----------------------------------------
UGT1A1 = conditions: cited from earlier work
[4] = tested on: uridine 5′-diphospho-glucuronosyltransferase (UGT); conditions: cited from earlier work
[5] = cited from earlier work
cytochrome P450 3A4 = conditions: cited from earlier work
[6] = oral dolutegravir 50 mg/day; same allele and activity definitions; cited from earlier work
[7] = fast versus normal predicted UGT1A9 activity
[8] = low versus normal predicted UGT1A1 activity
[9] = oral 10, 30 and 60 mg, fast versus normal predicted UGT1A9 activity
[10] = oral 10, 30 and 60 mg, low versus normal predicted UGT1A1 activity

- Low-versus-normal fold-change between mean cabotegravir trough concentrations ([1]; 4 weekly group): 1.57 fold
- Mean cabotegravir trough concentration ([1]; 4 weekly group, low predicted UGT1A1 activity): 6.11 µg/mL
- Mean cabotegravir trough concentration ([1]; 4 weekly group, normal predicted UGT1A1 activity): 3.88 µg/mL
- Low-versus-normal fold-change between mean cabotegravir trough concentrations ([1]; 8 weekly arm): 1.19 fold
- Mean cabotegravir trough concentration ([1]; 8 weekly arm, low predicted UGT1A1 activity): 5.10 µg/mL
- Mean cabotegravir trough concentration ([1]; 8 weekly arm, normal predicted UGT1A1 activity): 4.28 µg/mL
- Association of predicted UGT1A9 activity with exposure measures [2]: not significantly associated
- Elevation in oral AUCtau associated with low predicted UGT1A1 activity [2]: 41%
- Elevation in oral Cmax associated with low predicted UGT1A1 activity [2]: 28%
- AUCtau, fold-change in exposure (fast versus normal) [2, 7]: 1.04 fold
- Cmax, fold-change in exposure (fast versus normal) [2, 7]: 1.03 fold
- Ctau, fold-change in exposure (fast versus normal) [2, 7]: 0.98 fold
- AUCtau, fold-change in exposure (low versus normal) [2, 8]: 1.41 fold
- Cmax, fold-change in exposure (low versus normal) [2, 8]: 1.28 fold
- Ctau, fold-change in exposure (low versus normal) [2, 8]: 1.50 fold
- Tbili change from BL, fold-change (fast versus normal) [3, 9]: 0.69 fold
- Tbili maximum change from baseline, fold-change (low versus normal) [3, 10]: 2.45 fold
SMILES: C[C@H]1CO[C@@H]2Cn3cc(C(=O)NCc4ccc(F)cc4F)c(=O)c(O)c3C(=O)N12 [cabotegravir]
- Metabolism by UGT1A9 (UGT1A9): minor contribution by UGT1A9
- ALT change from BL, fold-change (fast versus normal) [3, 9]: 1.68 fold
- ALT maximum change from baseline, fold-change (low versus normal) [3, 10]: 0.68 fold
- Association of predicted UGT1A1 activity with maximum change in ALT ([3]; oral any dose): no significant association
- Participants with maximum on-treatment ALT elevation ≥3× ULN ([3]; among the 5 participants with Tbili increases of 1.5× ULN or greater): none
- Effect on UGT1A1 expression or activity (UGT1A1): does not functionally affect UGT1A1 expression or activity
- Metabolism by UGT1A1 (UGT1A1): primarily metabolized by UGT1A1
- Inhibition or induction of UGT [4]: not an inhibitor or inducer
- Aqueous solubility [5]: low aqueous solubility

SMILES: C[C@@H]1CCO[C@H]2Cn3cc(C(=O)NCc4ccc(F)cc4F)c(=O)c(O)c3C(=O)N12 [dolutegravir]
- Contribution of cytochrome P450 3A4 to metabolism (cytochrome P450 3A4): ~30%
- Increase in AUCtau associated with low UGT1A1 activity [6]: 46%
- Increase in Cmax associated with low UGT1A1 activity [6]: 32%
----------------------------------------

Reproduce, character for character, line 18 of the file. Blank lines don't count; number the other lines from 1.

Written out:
- Elevation in oral Cmax associated with low predicted UGT1A1 activity [2]: 28%